Senior officials from 31 countries and the European Union said that their governments would take action to disrupt the cryptocurrency payment channels used by ransomware gangs to finance their operations.
The joint statement was issued following the virtual Counter-Ransomware Initiative meetings facilitated this week by the White House National Security Council in response to ongoing attacks that revealed significant vulnerabilities across critical worldwide infrastructure.
It was issued by ministers and representatives from Australia, Brazil, Bulgaria, Canada, Czech Republic, the Dominican Republic, Estonia, European Union, France, Germany, India, Ireland, Israel, Italy, Japan, Kenya, Lithuania, Mexico, the Netherlands, New Zealand, Nigeria, Poland, Republic of Korea, Romania, Singapore, South Africa, Sweden, Switzerland, Ukraine, United Arab Emirates, the United Kingdom, and the United States.
Blocking ransomware gangs’ abuse of cryptocurrency
Publicly disclosed ransomware payments have reached almost $500 million worth of cryptocurrency globally during the last two years ($400 million in 2020 and over $80 million in Q1 2021).
Mitigating the abuse of virtual assets on a global scale would impact the business model and the main instrument used by the ransomware cybercrime groups to collect ransoms from their victims and launder the funds obtained in attacks targeting organizations around the world.
The Counter-Ransomware Initiative hopes to drain their funding and take down their operations by disrupting the ransomware groups’ funding channels.
“We acknowledge that uneven global implementation of the standards of the Financial Action Task Force (FATF) to virtual assets and virtual asset service providers (VASPs) creates an environment permissive to jurisdictional arbitrage by malicious actors seeking platforms to move illicit proceeds without being subject to appropriate anti-money laundering (AML) and other obligations,” the officials said.
“We are dedicated to enhancing our efforts to disrupt the ransomware business model and associated money-laundering activities, including through ensuring our national AML frameworks effectively identify and mitigate risks associated with VASPs and related activities.”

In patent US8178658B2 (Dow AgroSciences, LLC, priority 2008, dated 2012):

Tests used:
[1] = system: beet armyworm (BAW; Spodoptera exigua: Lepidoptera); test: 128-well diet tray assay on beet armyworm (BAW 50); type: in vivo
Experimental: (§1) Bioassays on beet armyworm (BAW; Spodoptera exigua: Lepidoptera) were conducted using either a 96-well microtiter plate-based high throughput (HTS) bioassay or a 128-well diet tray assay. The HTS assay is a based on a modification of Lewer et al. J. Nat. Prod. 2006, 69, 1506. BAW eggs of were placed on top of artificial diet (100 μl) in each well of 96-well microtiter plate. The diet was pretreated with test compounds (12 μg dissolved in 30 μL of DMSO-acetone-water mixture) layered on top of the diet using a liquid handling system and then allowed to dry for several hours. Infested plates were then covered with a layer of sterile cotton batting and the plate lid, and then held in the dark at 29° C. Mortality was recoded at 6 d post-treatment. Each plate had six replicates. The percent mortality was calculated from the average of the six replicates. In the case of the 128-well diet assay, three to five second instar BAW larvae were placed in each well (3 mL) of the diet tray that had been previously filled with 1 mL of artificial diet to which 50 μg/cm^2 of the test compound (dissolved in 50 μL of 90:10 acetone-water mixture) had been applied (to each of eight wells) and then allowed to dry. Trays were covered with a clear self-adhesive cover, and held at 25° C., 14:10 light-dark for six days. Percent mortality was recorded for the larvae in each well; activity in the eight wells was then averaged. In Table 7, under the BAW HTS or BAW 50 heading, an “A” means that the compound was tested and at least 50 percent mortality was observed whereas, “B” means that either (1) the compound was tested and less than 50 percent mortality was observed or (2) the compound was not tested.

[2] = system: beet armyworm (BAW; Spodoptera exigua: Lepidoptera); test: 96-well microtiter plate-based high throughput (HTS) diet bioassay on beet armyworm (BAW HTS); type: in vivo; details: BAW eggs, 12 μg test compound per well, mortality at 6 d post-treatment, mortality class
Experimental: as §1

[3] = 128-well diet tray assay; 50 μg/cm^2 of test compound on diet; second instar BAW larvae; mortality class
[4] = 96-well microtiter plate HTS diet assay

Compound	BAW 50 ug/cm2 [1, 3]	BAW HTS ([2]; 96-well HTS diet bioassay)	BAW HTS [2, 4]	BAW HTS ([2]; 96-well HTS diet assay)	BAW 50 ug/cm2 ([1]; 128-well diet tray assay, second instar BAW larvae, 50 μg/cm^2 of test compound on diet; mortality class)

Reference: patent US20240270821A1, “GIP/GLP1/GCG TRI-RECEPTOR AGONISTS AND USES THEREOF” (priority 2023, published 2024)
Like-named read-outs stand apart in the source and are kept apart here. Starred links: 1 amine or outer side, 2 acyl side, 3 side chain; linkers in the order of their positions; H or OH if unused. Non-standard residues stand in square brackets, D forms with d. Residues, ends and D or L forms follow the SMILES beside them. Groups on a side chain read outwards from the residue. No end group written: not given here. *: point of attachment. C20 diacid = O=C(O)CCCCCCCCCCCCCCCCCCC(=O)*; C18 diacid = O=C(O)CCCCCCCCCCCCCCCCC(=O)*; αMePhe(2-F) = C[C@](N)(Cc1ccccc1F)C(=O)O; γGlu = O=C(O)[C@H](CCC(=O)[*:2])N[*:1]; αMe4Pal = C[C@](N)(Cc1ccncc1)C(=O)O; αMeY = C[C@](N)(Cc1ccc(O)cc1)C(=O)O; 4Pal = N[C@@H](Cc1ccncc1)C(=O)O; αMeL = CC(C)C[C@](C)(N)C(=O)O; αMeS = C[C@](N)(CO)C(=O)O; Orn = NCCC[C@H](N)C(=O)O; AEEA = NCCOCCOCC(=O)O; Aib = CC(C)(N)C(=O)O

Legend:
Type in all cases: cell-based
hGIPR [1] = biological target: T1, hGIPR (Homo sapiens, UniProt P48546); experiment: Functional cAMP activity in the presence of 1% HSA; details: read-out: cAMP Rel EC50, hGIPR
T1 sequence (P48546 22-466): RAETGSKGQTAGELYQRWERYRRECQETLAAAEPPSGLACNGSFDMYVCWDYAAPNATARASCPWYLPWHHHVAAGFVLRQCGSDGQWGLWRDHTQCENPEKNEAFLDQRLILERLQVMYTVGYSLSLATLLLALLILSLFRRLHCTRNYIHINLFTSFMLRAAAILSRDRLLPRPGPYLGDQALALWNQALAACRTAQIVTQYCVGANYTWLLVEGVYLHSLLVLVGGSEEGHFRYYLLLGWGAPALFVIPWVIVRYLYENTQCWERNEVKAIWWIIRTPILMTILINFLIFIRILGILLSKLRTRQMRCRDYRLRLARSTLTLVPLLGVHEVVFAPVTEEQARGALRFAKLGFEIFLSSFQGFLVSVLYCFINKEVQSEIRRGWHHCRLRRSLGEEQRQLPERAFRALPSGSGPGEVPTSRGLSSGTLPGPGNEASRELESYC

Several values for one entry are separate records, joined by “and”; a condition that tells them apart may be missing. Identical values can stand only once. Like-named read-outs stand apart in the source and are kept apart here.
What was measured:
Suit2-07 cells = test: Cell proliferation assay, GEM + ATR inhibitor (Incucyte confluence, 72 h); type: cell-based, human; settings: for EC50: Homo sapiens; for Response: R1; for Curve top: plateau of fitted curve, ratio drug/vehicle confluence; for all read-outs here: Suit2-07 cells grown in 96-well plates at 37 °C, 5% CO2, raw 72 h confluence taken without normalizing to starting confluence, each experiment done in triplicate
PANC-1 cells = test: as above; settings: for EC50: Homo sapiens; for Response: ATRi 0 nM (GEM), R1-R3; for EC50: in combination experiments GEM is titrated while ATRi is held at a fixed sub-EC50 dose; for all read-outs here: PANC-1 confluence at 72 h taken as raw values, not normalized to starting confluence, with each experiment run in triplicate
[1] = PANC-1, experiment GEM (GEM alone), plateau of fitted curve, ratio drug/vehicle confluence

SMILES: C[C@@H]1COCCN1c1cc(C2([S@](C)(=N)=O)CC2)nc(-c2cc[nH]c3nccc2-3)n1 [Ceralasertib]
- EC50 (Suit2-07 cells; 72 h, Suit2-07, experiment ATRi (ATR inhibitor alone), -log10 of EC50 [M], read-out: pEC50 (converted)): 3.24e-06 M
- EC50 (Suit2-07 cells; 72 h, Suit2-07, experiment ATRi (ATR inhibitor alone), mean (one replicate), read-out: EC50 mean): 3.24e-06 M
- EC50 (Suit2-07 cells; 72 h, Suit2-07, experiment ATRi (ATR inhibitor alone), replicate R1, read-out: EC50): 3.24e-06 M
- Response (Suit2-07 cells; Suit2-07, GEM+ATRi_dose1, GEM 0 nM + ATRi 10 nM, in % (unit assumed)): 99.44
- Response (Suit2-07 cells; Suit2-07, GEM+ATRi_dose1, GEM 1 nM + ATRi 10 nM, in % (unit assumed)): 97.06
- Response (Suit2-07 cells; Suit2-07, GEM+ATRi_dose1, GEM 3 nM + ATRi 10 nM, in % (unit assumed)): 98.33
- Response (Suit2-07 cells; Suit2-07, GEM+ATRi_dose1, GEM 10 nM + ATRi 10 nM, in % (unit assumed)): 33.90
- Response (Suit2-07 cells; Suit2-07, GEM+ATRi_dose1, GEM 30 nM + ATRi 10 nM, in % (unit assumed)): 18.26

The efforts to disrupt ransomware groups’ abuse of cryptocurrency will include regulators, financial intelligence units, and law enforcement regulating, supervising, investigating, and taking action against virtual asset exploitation.
“We will also seek out ways to cooperate with the virtual asset industry to enhance ransomware-related information sharing,” the officials added.
Ransomware is a world-wide threat leveraging global infrastructure – and no country can fight it alone. This week, the United States and dozens of nations aligned on common approaches to counter it together. https://t.co/GMiAIgUE40
— Jake Sullivan (@JakeSullivan46) October 14, 2021
The states behind this action will leverage their financial institutions and infrastructure to jointly fend off ransomware activity targeting international partners’ critical infrastructure.
Complementary efforts will also include disrupting the ransomware ecosystem through law enforcement collaboration, improving network resilience to prevent attacks, addressing ransomware criminals’ safe-havens, and diplomatic engagement to encourage other countries to address ransomware operations active within their territory.
Ongoing effort to disrupt ransomware threats
In September, the U.S. Treasury Department announced its first-ever sanctions against a cryptocurrency exchange for facilitating ransom transactions for ransomware gangs and helping them evade sanctions.
The U.S. government has also levied sanctions against other threat actors and entities associated with ransomware gangs in recent years.
Two years ago, in 2019, the U.S. charged multiple members of the Evil Corp for stealing more than $100 million and added them to the Office of Foreign Assets Control (OFAC) sanctions list.
Evil Corp has been linked to multiple ransomware families over the years, including WastedLocker, Hades, Phoenix CryptoLocker, and PayLoadBin.
In October, the U.S. Treasury also warned that ransomware negotiators could face civil penalties for facilitating ransom payments if they involved ransomware gangs already on its sanctions list.
In July, Interpol urged police agencies and industry partners worldwide to fight together against the ransomware threat after G7 leaders asked Russia to crack down on ransomware gangs operating within its borders.